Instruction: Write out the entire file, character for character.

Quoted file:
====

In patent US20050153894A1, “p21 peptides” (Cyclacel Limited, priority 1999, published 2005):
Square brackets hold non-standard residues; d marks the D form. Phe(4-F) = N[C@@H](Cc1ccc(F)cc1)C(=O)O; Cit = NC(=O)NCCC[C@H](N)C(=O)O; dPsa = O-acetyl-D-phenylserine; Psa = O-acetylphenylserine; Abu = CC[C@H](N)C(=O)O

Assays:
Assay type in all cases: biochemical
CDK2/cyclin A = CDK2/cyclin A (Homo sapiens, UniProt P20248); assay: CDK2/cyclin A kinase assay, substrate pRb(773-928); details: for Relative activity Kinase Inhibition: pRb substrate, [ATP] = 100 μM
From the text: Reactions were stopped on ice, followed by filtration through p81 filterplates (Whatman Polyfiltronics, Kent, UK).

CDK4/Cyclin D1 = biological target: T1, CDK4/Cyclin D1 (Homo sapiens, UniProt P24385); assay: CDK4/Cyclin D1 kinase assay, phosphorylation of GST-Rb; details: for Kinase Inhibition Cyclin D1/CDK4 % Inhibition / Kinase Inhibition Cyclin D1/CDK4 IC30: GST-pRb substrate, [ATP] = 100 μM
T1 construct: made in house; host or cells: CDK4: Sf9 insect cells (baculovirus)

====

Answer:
In patent US20050153894A1, “p21 peptides” (Cyclacel Limited, priority 1999, published 2005):
Square brackets hold non-standard residues; d marks the D form. Phe(4-F) = N[C@@H](Cc1ccc(F)cc1)C(=O)O; Cit = NC(=O)NCCC[C@H](N)C(=O)O; dPsa = O-acetyl-D-phenylserine; Psa = O-acetylphenylserine; Abu = CC[C@H](N)C(=O)O

Assays:
Assay type in all cases: biochemical
CDK2/cyclin A = CDK2/cyclin A (Homo sapiens, UniProt P20248); assay: CDK2/cyclin A kinase assay, substrate pRb(773-928); details: for Relative activity Kinase Inhibition: pRb substrate, [ATP] = 100 μM
From the text: Reactions were stopped on ice, followed by filtration through p81 filterplates (Whatman Polyfiltronics, Kent, UK).

CDK4/Cyclin D1 = biological target: T1, CDK4/Cyclin D1 (Homo sapiens, UniProt P24385); assay: CDK4/Cyclin D1 kinase assay, phosphorylation of GST-Rb; details: for Kinase Inhibition Cyclin D1/CDK4 % Inhibition / Kinase Inhibition Cyclin D1/CDK4 IC30: GST-pRb substrate, [ATP] = 100 μM
T1 construct: made in house; host or cells: CDK4: Sf9 insect cells (baculovirus)